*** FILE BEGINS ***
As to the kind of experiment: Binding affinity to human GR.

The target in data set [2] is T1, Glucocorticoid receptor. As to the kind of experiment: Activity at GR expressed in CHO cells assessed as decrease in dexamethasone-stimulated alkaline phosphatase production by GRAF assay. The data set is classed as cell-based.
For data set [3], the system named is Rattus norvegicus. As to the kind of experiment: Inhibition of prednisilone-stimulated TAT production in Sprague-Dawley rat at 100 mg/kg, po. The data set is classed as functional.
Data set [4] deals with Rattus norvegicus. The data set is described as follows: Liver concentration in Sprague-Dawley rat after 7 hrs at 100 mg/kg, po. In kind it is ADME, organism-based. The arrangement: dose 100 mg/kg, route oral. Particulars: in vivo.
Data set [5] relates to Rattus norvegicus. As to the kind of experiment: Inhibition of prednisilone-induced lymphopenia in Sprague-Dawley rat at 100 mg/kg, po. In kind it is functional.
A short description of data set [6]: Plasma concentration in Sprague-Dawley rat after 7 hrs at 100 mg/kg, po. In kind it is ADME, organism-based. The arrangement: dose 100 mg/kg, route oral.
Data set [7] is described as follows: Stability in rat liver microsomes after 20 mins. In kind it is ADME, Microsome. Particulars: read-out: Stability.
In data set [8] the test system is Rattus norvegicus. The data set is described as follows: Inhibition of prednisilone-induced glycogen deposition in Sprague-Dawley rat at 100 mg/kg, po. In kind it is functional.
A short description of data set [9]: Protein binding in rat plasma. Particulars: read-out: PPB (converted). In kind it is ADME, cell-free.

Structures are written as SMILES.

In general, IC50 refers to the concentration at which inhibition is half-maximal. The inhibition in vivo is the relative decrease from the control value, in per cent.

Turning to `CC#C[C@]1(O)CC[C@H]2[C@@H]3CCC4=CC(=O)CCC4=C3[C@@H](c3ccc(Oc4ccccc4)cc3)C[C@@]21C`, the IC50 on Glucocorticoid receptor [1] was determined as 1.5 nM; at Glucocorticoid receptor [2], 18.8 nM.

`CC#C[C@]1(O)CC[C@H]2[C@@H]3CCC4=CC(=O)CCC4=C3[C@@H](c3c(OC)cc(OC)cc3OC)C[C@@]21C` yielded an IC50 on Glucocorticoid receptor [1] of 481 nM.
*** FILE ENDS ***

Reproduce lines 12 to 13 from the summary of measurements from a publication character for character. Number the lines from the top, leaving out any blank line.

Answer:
Turning to `CC#C[C@]1(O)CC[C@H]2[C@@H]3CCC4=CC(=O)CCC4=C3[C@@H](c3ccc(Oc4ccccc4)cc3)C[C@@]21C`, the IC50 on Glucocorticoid receptor [1] was determined as 1.5 nM; at Glucocorticoid receptor [2], 18.8 nM.

`CC#C[C@]1(O)CC[C@H]2[C@@H]3CCC4=CC(=O)CCC4=C3[C@@H](c3c(OC)cc(OC)cc3OC)C[C@@]21C` yielded an IC50 on Glucocorticoid receptor [1] of 481 nM.